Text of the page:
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Julius Caesar - Heroism
The play presents different vies of heroism primarily through two central characters, Caesar and Brutus. Caesar is represents a view characterised by courage and defiance. He sees himself as superior and resolute. Brutus by contrast, is admired for inner qualities. His heroism is defined by integrity, honour, dignity, stoicism and altruism. Shakespeare values these qualities over Caesars version of heroism. Normal ideas of heroism, nobility, honour and courage appear in the text but also there are references to shame and cowardice.
Caesar the ‘hero’ is presented as a passionate, confident and egocentric man with a fearless defiance of death and danger. He compares himself to ‘two lions’ which stresses his courage and strength. He is defiant and dismissive of the dangers that are thought to threaten him. ‘The things that threatened me ne’er looked but on my back, when they shall Caesar, they are vanished.’ ‘Caesar’ he continues, ‘is more dangerous.’ This remark from Caesar generates a sense of courage that is oddly both courageous and egocentric. There is an element of magnificence and brilliance to this idea of heroism we see in Caesar. To him are given some of the most inspiring and heroic lines in the play. ‘Cowards die many time before their deaths; the valiant never taste death but one’, this shows a romantic view of heroism. This embrace, or acceptance of death, is an integral part of his heroic image.
Caesar sees himself in a particular way, and it is this vision of him which tells us much about how he values heroism. Caesar compares himself to the ‘northern star’. This comparison aggrandizes his egocentric view of his divinity which is also closely related to this heroic image. He is a ‘hero’ that is superior to the men around him. This impression of Caesars idea of superiority and divinity shines as one man above all others. He exclaims ‘his changeless quality is unmatched in the heavens’. This remark boasts that he cannot be moved from the position that he is now and that he also believes that he has no equal. Caesar refers to himself as “Caesar” which tragically exposes his overwhelming arrogance.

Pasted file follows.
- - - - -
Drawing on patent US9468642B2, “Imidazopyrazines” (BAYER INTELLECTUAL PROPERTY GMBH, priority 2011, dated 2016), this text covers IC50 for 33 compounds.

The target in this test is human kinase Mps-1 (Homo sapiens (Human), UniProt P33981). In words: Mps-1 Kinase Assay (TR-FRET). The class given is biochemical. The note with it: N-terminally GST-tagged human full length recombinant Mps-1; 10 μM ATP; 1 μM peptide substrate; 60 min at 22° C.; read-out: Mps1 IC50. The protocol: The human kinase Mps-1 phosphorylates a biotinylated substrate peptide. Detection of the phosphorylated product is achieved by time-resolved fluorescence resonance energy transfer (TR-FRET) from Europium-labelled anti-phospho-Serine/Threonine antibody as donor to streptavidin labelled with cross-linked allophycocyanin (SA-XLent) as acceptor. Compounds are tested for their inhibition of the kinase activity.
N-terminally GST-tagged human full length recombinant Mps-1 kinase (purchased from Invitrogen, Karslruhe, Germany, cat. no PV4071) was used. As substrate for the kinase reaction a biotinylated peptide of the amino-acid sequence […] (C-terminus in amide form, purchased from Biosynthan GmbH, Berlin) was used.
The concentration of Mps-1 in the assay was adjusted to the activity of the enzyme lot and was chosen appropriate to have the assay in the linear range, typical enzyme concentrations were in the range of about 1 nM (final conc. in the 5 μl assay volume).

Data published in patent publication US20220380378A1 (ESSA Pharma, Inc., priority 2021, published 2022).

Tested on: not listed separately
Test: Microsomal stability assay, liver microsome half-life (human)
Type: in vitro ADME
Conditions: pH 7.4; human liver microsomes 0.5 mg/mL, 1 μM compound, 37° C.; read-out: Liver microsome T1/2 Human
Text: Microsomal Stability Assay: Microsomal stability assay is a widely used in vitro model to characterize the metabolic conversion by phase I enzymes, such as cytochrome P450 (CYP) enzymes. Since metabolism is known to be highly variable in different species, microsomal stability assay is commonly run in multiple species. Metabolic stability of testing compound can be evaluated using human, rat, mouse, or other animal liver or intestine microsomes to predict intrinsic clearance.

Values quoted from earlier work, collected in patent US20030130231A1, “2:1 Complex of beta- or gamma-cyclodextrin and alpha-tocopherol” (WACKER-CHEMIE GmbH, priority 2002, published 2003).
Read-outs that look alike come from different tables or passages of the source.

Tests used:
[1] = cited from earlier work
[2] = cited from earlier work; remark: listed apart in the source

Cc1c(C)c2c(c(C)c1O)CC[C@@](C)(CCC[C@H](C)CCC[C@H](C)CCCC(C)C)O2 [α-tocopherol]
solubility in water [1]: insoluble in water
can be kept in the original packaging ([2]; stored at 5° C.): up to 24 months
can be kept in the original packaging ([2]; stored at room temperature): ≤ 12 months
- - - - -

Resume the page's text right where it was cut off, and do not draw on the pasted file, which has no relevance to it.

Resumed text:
Despite his heroic qualities, the negative way that Caesar is presented undermines his heroic image, as though Shakespeare questions this model of a hero.
Shakespeare portrays this image somewhat problematically however.
Caesar’s confidence and fearless defiance of death and danger is portrayed well with the expression of immortality.
Caesar refers to himself as “Caesar” which tragically exposes his overwhelming arrogance. He also proclaims though, that the ‘valiant never taste death but once’ which establishes a proud, conventional form of heroism.
This attraction declaration is qualified somewhat by an excessive arrogance which detracts from his heroic image and his wisdom.
Caesar sees himself in a particular way, and it is this vision of him which tells us much about how he values heroism.
Brutus, a man of integrity and commitment to principle. Brutus’s heroism is exhibited as quiet and humbly enduring great sacrifice and suffering without complaint, therefore suggesting stoicism. This is apparent when he hears of Portia’s death and still maintains his reason and dignity thus he manner exciting his peers. Brutus is celebrated for his inner qualities, strength honour and integrity. Shakespeare values his denial for self, rather than Ca
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